Its a difficult question with no clear, obvious answer. It made me step back and look at my script 'Viktorialand': Could it be a tv series? A one-off comedy/relationship drama?  In my mind, I picked the story apart; adapted it into various formats - but each time it lost something. And the only answer I had as to why it wouldn't work as good on television, web, etc. - Because it is meant to be a film. Some scripts are meant for the cinema - so its my word against yours!

Yup, it all boils down to force of personality. If you're passionate enough, then you go for it. People might disagree strongly with you. You might not get the budget you want, or enough time to develop it fully (If someone approaches you saying 'I have a few million to spend of a film - will you be ready to shoot in seven months? You say 'YES!'). Your project might go straight to DVD and bypass the cinema altogether. But it is still a feature film. And that's what being a Guerilla film maker is - listening to and weighing opinion, but also being assured of your own.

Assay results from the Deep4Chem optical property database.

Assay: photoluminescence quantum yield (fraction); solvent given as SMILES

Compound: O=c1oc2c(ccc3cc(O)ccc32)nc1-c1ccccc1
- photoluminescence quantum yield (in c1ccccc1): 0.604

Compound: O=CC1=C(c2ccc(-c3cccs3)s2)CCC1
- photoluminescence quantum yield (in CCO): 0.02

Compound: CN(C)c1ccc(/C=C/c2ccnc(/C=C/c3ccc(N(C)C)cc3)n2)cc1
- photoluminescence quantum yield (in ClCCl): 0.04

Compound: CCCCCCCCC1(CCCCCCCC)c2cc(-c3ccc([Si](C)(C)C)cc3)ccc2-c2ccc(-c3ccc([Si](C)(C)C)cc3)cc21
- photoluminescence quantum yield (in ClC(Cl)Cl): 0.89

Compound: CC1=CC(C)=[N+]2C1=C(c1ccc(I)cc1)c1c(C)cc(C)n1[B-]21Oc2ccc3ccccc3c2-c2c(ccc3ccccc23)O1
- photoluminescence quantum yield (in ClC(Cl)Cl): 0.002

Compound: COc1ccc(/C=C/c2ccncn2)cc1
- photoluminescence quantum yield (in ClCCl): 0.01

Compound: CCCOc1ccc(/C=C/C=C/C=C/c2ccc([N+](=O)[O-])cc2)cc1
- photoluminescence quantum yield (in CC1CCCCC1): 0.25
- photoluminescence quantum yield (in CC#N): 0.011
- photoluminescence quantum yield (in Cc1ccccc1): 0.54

Bueller... Bueller... Bueller: He did it his way...


Thursday, 16 June 2011

Down In The Treme... We're All Goin' Crazy...

Being a huge fan of HBO's 'The Wire' (apart from series 5: They dropped the ball IMHO), I looked forward to settling into 'Treme'; a post-disaster New Orleans-based story about how real lives are affected by the floods and how they are left to pick up the pieces of their lives.

This is what Lester Freamon gets up to when he's not
building miniature furniture.
Once again, I'm left with the same thought that I had when 'The Wire' ended: Why can't we make television drama like HBO in the U.K.? Okay, HBO has the budget and all that, and I'm not about to start knocking Brit-TV Drama - we've had plenty of successes in our time - but with both instances, 'The Wire' and 'Treme' show a reality that rarely hits our screens. A humanity. Its gives time and space for the characters to unfold - not in a pretentious, drawn-out way - but it has a clear love for their people, even down to the one-liner bit-parts. And above all - it all feels necessary.